Casting of the Year Reveals the Potential of Good Design

The annual Engineered Casting Solutions Casting Competition provides an example of what the metalcasting process can achieve. While the winners may not relate specifically to the type of engineered cast components you purchase, these design success do provide you with fodder for what your firm could achieve if you unleash the design potential afforded to you by metal castings.

I urge you to consider starting with a blank sheet of paper the next time you begin to design a metal casting.  Be bounded only by the space envelope in which the part must function. Then, place metal where you need it, and use geometry to achieve the functionality you need. If you are attaching and/or welding other components to the casting, could the entire assembly be redesigned to a single cast component? Freedom of design is inherent in the benefits of the metalcasting process. If you take advantage of it, engineered casting solutions are in your future.


Ready for a Closeup

Is this a trend? We’ve spotted two well-known retail manufacturers featuring the metalcasting process in their marketing material.

Golf club maker Ping cast its golf club manufacturing operations, including its investment casting facility, in a costarring role in a new television ad alongside professional golfer Lorena Ochoa, who is the number one ranked golfer on the LPGA Tour. You can see the TV ad here. In another ad on the website, Ochoa is reading a letter from a customer in front of wax investment trees.

Ping’s Dolphin Precision Investment Castings, Phoenix, Ariz., which is shown in the advertisement, is in the process of installing two titanium vacuum casting lines in addition to its current investment casting capabilities. It estimates the lines will be in production by Fall 2008.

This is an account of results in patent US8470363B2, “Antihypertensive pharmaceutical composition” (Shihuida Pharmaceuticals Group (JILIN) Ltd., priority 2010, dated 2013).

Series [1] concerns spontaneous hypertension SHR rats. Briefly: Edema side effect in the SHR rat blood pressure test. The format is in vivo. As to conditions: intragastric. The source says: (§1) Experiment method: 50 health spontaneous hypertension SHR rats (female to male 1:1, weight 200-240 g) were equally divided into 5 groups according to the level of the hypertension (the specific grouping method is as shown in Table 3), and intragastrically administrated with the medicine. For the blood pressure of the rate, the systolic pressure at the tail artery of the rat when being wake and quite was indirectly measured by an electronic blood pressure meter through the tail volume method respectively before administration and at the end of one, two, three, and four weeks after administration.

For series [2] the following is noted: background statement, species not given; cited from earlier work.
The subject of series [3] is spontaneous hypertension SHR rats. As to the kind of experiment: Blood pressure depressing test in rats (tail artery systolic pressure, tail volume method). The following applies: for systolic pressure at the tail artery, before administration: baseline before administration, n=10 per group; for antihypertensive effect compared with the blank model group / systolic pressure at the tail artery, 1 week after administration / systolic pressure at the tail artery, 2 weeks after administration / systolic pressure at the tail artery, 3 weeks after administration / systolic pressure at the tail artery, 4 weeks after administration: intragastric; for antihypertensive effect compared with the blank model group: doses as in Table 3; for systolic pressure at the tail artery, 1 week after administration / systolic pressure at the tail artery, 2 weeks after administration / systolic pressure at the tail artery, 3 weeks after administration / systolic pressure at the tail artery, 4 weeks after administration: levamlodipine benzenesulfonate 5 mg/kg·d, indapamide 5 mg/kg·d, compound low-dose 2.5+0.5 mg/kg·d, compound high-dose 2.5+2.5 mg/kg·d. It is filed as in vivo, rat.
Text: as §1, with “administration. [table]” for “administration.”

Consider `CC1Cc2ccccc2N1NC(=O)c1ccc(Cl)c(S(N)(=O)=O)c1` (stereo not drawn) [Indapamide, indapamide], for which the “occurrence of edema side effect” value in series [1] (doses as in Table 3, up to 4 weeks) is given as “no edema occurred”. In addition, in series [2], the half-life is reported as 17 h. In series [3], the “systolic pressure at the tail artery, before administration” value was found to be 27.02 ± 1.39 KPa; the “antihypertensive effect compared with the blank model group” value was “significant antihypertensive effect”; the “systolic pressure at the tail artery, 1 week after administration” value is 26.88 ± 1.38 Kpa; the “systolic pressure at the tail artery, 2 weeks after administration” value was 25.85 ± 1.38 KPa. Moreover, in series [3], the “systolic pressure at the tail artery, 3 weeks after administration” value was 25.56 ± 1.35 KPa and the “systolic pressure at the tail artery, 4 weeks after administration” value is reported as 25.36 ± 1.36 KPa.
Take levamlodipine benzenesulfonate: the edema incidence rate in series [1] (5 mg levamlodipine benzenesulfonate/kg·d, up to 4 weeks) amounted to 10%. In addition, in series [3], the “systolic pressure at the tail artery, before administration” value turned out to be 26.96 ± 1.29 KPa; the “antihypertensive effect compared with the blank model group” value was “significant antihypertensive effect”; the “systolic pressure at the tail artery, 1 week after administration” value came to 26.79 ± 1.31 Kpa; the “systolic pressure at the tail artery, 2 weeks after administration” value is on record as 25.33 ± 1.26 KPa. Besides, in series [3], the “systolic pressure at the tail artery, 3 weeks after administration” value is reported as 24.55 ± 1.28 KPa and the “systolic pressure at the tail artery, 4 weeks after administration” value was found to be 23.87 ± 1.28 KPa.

Rolex also is in the production-in-advertisement game. A marketing video on their website shows shots of molten metal poured into molds as part of the precise process of creating the luxury watches. The video is featured here.  

Found Casting: Bathtub Feet

Ajax Foundry, Cape Town, South Africa, casts aluminum bathtub feet for England-based Victoria + Albert (V+A) bath manufacturing company. According to a press release, the feet are produced via gravity casting which allows for fairly high volumes, with tolerances suited to some of the intricate designs, such as the ball and claw. Once the feet are cast, they are drilled and tapped.

From the press release:

“There are some challenges in the casting process, which we have managed to overcome, such as obviating porosity on the web inside the foot. Certain finishing is done by V+A once we have delivered the bath feet. We are proud to be associated with V + A and their products because they are world leaders in freestanding bath design and manufacture, using state-of-the-art technology to remain on top,” said Charles Rowe, MD of Ajax Manufacturing.


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